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HMI system design – more than just a touch

02 February 2017

Designing intuitive and reliable HMI Systems requires in-depth specialist knowledge about display technology, electromechanical design, ergonomics and relevant industry standards.

Proper HMI design requires the ideal combination of the application, environment, technology and perfect ergonomics. This article provides a gateway for better understanding the fundamentals of designing an innovative, intuitive and reliable HMI system.

HMI systems take many forms. From a simple two-button instrument panel to an extensive software/hardware-based SCADA system at the heart of factory automation. It is critical to understand and appreciate the importance of an HMI as the link between user and machine regardless of their size or scale. 

Operational requirements

These are at the core of every new design project and can include the user environment, the operating temperature and factors of influence such as humidity, dust or vibration. 

There are many operational needs, all of which should be considered by the designer when making material and functional choices.

Selection of control elements

Displays can be a core element of modern HMIs. Fast, easy-to-read graphical information provides the ability to control multiple system functions from a single point or location. 

Common displays include:

LCD and LED non-touch displays: LCD displays remain competitive for simple numeric displays. LED screens work well in bright conditions and are preferred for alphanumeric and graphic displays

Touch displays: Touch screen type plays a critical role in interface functionality. Operator and environmental characteristics affect the advantages and disadvantages of a touch screen.

Resistive touch screens: Generally used in industrial applications, they can be activated with a variety of objects including a finger or stylus. They are relatively inexpensive and resistant to moisture, dust, oil and cleaning agents, but vulnerable to damage from sharp objects.

Capacitive technology: The second-most frequently used touch screen in industrial applications. This technology has enormous popularity in the consumer segment due to its robust glass surface making it resilient to scratches and chemicals.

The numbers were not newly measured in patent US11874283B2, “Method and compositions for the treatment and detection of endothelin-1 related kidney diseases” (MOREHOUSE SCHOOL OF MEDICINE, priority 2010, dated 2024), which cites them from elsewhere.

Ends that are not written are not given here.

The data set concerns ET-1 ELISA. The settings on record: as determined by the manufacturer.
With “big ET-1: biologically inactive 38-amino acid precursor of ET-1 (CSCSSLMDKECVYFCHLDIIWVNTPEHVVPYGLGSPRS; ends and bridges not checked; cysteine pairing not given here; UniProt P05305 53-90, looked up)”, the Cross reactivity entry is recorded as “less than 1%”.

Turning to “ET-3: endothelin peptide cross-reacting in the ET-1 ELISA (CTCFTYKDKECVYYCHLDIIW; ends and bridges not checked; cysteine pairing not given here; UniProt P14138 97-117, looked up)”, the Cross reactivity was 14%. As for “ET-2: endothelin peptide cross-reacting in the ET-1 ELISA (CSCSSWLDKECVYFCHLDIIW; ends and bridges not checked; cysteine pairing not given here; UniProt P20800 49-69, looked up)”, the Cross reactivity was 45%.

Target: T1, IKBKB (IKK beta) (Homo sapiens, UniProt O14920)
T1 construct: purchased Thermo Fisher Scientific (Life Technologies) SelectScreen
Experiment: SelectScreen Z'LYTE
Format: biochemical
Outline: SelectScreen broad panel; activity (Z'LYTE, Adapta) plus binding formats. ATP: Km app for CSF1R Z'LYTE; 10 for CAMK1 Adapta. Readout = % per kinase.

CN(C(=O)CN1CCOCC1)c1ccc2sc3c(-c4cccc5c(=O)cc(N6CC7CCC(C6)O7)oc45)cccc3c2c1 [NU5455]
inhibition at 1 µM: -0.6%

Surface Acoustic Wave (SAW)/Projected Capacitive Technology (PCT): SAW ultrasonic waves are transmitted across the screen and picked up by sensors which change when the screen is touched. PCT screens operate within an electrostatic field and are commonly used in consumer mobile devices. They support multi-touch input allowing for the use of two fingers to pinch, expand, tap or rotate a screen. Both SAW and PCT technologies offer improved image clarity, as well as high resistance to surface contaminants, liquids, scratches and impacts. 

Challenges of touch displays

False triggering is one of the biggest safety and productivity concerns of HMI systems. 

Unwanted reactions can be triggered by moisture, electrical interference or oversensitivity. For these and other reasons, touch displays are not suitable for all applications. Tactile control elements are essential when an operator does not have an HMI in his direct field of vision, such as critical control actions often found within lifting and moving applications. 

Mixed technology solutions

Combining touch screens with tactile elements makes it possible to overcome these disadvantages. Mixed technology solutions provide benefits such as intuitive operation, discrete pushbuttons, illumination and softkeys.